A graphic code uncovered by researchers at the University of Victoria suggests that written communication may have started 30,000 years ago.
Compiling the cave signs of nearly 150 sites across Ice Age France, researchers found striking similarities that suggest human beings may have used a graphic language made up of simple lines and geometric shapes to communicate shortly after the first African civilizations arrived in Europe.
UVic graduate student Genevieve von Petzinger said in an interview yesterday that some patterns and symbols remained in use across the sites for 20,000 years, suggesting that the "creative explosion" occurred tens of thousands of years earlier than previously thought. Her findings were published last week by New Scientist.
Ms. von Petzinger said these geometric shapes had been described and noted by past scholars, but were deemed "unimportant" alongside images of horses and other animal shapes.
"The [signs]are pretty boring actually," she said. "They're just scraped into the rock with no embellishments, but over all they're transmitting information about abstract things we can't see in the real world, which makes it different from the meaning behind the animal shapes."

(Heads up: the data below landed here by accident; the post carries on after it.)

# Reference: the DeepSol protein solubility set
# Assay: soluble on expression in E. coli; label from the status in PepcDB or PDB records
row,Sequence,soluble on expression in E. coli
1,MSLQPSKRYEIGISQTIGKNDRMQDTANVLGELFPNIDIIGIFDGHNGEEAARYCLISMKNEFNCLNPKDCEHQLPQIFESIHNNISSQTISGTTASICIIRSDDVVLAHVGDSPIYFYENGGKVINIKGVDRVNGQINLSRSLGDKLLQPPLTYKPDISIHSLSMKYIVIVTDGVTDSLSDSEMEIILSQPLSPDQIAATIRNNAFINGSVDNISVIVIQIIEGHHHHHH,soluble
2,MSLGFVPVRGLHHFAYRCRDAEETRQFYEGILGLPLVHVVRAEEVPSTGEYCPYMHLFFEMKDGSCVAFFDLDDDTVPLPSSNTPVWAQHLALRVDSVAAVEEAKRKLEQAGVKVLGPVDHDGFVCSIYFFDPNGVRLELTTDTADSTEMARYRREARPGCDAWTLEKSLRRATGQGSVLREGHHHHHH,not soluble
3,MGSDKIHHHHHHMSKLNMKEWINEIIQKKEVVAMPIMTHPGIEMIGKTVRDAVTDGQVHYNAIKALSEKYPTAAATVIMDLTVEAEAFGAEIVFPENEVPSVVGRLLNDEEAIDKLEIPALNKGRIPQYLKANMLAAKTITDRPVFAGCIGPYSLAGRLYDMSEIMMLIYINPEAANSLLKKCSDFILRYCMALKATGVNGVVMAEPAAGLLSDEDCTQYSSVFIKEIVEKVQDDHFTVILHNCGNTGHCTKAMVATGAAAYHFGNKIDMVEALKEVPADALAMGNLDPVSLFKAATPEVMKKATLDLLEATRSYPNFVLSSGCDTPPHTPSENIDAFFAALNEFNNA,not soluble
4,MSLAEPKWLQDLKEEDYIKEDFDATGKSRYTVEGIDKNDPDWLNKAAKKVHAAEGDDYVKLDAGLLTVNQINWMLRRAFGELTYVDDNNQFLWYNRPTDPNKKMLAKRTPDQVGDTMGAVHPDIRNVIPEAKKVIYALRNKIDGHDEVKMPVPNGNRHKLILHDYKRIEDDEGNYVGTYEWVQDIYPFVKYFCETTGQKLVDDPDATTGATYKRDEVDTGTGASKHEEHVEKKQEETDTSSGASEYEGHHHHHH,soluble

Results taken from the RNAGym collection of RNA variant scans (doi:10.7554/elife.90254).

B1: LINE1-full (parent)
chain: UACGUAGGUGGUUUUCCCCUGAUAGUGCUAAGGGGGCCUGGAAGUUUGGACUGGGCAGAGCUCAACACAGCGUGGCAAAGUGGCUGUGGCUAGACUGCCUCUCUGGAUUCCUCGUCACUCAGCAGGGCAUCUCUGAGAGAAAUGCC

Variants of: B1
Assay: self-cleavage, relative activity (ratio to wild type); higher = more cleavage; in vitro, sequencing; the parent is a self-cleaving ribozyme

Further, 26 signs illustrated in a consistent style were found across the sites using images from a digital archive. While the illustrations may be rudimentary - composed of circles, straight lines and triangles - she said they suggest the seeds of a prehistoric mode of communication.
"Using the word language is a bit strong. But what matters is that these are the first glimmerings of abstract behaviour, of people representing a concept that you can't just draw. Not only that, but it means that we had a bunch of people who agreed on what these symbols meant."
Determined to understand the evolutionary meaning behind her discovery, Ms. von Petzinger hopes to travel to Spain and Sicily to gather more cave signs over the next three years.
"There are actually sites in Spain that just have cave signs," she said. "In France that's unheard of, because there's always at least an image of a horse. Spain is really exciting. I'll have to examine the symbols there, which could be very different, but at the same time it will give us a better indication of whether or not these people or communities were sharing these codes with others."
Ms. von Petzinger said that without a time machine, it is nearly impossible to decipher the exact meaning of the symbols and why they were used.
"I don't need to know what it meant other than it was important to them," she said. "What we're finding is that the leaps we made back then were just as impressive as the ones we have now in the computer age, if not more impressive."
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